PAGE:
Sunday, November 25, 2012

Kawanabe Kyōsai, Painter of Insanity

I have been asked to do my best to explain this:

I'd love to tell you about the ironic subtleties included to mock the upper crust of Japanese society, the unique use of tools to create images that remind one of the transience of life, the hidden meaning of the work which delves into existentialism and the wonders and amusements of the floating world.

Nope.  It's a fart battle.  That's all.  Sure, there are a few little interesting tidbits.  Feel free to check out the rest of the scroll.  It makes me very nostalgic.  I remember being small and having to trek out to the library and get special permission to go to the back room which smelled of dust and dead caterpillars and appeared to be coated in as much, and painstakingly search for the texts I needed and ever-so-slowly wind through the archives on a big machine that displayed them to me so my grubby little hands didn't destroy the precious originals, all the while the room becoming even more swelteringly hot and choking me.  I hated it until I had to do the same thing for a project recently, and was reminded how much I enjoy the smell of old things.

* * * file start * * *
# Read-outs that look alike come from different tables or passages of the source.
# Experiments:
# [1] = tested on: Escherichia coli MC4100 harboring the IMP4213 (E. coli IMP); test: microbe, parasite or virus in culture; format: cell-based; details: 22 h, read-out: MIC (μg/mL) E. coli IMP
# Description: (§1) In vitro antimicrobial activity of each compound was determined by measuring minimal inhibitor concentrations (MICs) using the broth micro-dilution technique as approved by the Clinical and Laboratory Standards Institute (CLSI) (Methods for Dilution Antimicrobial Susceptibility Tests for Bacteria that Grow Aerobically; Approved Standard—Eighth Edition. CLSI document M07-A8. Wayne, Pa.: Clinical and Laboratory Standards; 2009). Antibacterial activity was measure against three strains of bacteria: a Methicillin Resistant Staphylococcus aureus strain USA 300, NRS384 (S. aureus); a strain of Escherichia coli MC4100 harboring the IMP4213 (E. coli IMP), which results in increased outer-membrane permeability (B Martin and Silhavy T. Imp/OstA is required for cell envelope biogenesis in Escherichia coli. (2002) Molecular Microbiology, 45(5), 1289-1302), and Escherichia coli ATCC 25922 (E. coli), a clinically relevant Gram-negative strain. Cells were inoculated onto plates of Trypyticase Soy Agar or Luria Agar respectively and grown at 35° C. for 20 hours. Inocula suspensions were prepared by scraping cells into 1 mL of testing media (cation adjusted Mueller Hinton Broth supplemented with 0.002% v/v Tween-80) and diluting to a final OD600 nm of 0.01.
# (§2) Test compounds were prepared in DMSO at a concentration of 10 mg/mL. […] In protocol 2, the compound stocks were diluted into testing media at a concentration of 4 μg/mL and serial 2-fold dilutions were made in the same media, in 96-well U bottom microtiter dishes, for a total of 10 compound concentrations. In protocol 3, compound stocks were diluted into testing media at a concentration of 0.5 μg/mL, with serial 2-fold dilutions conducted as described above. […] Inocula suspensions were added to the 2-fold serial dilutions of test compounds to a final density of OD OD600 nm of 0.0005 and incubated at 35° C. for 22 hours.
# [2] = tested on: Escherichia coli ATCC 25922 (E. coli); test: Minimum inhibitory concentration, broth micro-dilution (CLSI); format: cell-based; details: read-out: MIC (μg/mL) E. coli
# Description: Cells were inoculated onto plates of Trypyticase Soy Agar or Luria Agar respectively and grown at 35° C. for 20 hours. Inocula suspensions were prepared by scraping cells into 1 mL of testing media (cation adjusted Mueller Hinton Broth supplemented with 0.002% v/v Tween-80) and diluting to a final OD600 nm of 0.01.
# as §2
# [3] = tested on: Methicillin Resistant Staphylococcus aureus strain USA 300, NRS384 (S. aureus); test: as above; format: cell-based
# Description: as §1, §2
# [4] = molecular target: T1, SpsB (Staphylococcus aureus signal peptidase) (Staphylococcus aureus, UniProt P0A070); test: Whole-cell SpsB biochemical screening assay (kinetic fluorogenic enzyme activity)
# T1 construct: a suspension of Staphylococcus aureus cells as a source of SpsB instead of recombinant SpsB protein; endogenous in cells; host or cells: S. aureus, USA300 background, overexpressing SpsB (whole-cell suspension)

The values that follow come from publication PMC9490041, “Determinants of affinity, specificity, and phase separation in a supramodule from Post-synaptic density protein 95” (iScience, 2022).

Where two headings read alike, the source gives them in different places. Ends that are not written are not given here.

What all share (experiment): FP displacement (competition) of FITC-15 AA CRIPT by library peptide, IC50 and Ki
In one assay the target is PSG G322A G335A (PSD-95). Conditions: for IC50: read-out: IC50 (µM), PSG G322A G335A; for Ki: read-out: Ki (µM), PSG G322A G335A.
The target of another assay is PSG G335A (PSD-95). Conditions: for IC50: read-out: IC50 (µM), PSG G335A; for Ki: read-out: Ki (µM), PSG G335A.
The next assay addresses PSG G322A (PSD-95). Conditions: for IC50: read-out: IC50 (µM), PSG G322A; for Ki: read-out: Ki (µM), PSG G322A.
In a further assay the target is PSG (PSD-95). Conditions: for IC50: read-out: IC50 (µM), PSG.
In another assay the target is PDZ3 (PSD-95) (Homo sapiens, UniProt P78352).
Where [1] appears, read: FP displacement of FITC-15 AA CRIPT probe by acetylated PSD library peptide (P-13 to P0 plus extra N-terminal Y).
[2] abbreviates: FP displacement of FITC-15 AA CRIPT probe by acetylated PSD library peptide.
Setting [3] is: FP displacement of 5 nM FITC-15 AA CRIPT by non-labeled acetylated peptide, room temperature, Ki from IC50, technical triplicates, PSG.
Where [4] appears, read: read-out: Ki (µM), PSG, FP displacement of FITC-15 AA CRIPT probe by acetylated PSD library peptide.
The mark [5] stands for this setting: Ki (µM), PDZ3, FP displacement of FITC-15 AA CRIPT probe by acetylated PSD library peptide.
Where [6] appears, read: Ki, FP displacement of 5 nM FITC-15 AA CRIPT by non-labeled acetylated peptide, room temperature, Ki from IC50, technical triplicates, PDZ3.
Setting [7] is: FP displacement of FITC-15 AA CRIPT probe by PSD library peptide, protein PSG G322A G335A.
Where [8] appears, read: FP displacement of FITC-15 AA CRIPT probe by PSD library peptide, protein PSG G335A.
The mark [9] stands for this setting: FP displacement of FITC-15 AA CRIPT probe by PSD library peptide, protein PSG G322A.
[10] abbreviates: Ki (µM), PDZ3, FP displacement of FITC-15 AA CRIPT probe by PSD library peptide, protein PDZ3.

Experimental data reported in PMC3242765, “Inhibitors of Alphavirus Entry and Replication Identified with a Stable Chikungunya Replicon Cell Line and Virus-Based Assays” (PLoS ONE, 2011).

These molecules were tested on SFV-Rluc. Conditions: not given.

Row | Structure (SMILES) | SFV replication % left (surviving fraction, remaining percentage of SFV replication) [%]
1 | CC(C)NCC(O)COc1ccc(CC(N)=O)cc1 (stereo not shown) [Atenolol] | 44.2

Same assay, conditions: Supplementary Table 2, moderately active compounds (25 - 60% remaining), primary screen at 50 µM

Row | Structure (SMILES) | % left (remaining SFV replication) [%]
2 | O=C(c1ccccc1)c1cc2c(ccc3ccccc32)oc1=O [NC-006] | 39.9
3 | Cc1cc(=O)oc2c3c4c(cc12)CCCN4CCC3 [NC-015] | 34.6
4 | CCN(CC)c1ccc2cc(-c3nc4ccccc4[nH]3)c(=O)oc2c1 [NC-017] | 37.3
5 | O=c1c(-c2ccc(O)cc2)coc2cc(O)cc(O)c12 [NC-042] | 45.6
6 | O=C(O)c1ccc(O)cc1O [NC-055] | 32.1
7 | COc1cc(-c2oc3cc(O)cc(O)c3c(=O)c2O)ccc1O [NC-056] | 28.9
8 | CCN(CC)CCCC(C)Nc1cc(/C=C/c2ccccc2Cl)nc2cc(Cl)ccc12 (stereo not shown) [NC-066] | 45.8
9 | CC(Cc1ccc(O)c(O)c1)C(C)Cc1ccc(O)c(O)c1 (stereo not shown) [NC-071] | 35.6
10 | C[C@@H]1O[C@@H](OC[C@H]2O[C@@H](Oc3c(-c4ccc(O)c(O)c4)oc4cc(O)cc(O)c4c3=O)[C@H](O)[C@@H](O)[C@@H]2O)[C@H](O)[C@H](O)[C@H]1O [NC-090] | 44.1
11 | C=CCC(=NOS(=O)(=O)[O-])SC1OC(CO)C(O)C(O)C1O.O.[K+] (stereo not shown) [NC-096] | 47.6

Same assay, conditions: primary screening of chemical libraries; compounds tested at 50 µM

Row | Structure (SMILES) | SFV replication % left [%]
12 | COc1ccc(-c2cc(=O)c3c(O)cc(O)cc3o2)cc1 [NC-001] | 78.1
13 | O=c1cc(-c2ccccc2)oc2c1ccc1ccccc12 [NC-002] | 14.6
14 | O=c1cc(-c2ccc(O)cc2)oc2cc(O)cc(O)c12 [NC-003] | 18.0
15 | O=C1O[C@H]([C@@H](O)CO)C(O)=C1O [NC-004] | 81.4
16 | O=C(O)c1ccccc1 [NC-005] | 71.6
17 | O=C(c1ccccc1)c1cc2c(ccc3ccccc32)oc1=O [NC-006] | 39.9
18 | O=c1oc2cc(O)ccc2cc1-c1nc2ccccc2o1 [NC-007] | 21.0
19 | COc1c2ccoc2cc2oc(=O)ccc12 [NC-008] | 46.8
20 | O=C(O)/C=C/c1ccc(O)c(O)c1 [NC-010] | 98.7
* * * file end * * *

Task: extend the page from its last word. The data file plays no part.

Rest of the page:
The university archive these images are from is done in roughly the same process, except for now we can all use the internet from the comfort of our own homes.  I wonder after the people who would need to look up this scroll for reference.

I can smell this one, too.  This is an old scroll I do not want to smell.

However, this is not an exclusive subject matter in any way.  Fart battles are actually a thing in Japanese art of this time.  Several artists actually did their own interpretations of the most ludicrous and powerful farts you'll ever see, everyone from the extremely famous Utagawa Kuniyoshi to a revered Buddhist monk and philosopher.

Many more interpretations, like this one, remain anonymous.  To some extent, the fart battles were a response to the encroaching Westernization of Japan, which I've discussed a few times before.  As Western influence began to seep into everyday society, and Japan was declared crude, distasteful, base and barbaric, many traditional Japanese things were adjusted or done away with entirely to appease the discerning eyes of the Western world.  Brothels were closed, pleasure districts dwindled, geisha were temporarily forced to cease activity until the West could figure out what it was that they did, kabuki plays were infused with Christian morals, and art was, to some extent, censored.  Glorifying nudity and peasant life was crude, it was decided.

So, in a way, the fart battles appear to be a kind of protest, depicting men in court hats doing the most vile and odious things imaginable, their genitals and hind-parts fully exposed and flapping in the wind, farting openly at one another as noble ladies look on with interest and swoon after the most noxious of fumes.

I can't think of a more disturbing and downright hilarious way to fully embrace the whole absurd idea of Japan's inferiority.  "We Japanese are a simple and vulgar people with no regard for your manners?  Well, take a look at THIS!"